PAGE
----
Can you see the pink tile? I can guarantee it is all still there. This remodel is probably one of the best examples of "Green Remodeling". The remodeled areas involved a bathroom, bedroom, and laundry room. I was contracted for portions of this job dealing with the tile, glass, and carpentry. An interior designer took care of paint, and flooring contractor did the hardwood install.
Back to the pink tile. The countertops in the bathroom and laundry room, as well as the tub/shower surround were all pink tile. The cabinetry in the both the bathroom and the laundry room were the typical oak cabinets that had a yellow coloration that we all are familiar with. A typical remodel would have involved hundreds of dollars in dumping fees and thousands of dollars in labor to tear everything thing out, plus even more to purchase all new fixtures and tile to be reinstalled. Instead, with the direction of the designer on colors, we gave the rooms a much need face lift.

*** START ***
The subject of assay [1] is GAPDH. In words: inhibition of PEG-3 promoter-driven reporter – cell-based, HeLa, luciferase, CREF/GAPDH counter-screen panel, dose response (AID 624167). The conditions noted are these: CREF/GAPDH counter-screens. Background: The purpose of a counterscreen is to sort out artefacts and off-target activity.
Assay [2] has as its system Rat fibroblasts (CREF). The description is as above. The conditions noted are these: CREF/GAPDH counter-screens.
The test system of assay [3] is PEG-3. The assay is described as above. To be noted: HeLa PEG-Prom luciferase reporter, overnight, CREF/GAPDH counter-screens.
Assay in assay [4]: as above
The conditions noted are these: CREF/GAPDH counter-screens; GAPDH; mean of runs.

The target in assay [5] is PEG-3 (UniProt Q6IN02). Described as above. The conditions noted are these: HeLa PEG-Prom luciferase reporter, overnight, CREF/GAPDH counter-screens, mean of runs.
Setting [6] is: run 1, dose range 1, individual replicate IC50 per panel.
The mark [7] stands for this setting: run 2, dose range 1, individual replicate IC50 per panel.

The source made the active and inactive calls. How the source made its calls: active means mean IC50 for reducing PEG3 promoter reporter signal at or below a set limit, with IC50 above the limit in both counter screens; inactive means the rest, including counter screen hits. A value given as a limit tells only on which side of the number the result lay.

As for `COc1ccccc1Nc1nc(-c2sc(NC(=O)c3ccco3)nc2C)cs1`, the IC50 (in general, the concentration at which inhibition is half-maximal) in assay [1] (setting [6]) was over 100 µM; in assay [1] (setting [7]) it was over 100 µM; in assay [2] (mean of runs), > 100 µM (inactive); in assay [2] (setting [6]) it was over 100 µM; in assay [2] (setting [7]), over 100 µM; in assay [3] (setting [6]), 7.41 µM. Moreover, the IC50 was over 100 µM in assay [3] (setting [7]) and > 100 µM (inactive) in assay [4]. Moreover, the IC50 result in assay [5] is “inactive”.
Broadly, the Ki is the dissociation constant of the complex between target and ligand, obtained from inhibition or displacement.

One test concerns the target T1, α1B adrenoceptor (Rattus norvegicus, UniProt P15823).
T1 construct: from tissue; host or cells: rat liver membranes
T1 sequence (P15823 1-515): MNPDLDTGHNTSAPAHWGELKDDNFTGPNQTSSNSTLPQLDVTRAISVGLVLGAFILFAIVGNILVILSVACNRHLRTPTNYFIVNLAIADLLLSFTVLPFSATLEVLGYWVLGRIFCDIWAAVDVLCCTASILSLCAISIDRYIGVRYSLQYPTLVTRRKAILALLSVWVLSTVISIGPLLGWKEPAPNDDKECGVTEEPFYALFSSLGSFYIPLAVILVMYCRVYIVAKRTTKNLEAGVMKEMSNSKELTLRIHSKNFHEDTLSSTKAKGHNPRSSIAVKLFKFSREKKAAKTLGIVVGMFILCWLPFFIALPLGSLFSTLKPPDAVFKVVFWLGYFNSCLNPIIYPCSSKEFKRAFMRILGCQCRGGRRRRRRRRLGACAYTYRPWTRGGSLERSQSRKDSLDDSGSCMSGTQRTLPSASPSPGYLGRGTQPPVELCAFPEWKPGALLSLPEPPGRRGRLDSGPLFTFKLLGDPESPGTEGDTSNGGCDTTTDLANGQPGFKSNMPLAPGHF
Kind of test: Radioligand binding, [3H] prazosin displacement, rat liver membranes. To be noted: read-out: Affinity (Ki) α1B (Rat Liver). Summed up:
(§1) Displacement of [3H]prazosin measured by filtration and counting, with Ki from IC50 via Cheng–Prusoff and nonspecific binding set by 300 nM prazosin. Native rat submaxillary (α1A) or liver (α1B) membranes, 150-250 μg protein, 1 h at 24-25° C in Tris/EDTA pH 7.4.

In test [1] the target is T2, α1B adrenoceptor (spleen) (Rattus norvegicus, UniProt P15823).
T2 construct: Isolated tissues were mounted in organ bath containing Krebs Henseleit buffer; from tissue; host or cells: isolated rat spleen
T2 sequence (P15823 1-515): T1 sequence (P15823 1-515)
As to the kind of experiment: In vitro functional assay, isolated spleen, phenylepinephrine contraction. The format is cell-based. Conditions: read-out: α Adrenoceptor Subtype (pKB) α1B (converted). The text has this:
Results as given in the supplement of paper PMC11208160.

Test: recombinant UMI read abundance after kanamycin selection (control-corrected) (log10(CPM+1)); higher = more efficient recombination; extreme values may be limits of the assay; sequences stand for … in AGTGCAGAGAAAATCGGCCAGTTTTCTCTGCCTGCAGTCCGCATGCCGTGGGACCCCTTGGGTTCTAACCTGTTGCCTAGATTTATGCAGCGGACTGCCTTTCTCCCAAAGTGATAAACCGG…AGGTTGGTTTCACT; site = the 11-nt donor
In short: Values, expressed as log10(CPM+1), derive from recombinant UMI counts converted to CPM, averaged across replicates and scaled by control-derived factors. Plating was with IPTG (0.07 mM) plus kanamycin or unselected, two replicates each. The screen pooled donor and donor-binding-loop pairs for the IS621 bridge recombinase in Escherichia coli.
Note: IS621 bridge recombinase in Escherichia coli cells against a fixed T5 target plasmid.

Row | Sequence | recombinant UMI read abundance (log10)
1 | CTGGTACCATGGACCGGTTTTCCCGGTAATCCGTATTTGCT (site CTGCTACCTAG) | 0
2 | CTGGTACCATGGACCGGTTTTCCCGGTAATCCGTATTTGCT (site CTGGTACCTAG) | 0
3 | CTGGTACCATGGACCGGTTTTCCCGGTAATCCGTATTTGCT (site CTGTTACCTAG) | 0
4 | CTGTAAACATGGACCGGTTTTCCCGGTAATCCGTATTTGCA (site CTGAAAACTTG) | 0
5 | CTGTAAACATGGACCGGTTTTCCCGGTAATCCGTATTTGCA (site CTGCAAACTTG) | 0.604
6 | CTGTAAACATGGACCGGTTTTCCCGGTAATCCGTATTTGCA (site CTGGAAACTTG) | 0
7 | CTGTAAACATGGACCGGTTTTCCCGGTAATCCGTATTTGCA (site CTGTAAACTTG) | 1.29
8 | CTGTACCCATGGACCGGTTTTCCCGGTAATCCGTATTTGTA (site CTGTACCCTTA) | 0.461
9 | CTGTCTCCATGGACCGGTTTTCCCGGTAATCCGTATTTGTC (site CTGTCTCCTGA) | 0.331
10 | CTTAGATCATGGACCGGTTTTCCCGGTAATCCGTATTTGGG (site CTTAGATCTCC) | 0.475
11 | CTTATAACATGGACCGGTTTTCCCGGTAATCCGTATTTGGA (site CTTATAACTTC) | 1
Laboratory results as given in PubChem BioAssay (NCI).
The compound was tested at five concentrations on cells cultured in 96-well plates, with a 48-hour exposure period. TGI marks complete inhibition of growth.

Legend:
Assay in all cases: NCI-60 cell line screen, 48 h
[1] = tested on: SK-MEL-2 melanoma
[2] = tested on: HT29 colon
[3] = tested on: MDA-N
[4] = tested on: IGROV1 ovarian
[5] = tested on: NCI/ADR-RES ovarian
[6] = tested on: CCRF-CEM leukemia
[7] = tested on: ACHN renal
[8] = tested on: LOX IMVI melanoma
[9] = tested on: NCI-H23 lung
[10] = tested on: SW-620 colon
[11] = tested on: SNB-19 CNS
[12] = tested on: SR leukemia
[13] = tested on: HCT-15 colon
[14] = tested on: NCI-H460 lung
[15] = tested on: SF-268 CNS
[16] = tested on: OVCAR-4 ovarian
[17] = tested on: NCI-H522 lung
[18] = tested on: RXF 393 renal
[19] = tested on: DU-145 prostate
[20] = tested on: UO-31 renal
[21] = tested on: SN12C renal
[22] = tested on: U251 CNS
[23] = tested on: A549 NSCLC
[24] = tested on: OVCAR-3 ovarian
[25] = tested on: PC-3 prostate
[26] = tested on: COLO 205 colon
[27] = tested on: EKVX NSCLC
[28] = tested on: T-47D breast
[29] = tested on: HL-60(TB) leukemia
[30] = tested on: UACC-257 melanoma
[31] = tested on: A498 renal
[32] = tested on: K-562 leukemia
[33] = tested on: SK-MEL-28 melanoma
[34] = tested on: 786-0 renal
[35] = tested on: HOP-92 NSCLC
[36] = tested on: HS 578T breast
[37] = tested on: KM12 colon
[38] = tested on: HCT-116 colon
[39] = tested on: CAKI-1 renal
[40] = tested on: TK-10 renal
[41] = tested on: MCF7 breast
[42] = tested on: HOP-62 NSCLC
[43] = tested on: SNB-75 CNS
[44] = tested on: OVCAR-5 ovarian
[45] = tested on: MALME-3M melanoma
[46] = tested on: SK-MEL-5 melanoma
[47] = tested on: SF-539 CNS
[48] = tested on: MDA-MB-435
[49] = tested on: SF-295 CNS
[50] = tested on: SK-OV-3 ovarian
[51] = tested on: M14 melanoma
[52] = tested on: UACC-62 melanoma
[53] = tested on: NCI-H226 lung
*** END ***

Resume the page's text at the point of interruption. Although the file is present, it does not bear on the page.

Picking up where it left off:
A faux finish of paint was done over the stained oak cabinets, giving them a fresh new look. As for the pink tile, a cement based plaster veneer was placed over the tile, giving the look of a solid surface. New shower doors were installed on the tub enclosure, a new shower trim kit was installed on the existing tub/shower valve, and a new sink and faucet were set in the bathroom countertop.
In the bedroom, the carpet was removed for hardwood flooring installation, and the closet was converted into climate controlled wine storage.
This approach to remodeling saved the owner thousands of dollars, was done in a fraction of time, and a great example of "green" remodeling. For my portion of this project (I didn't remove the carpet), less than 200 lbs of debris went to the landfill.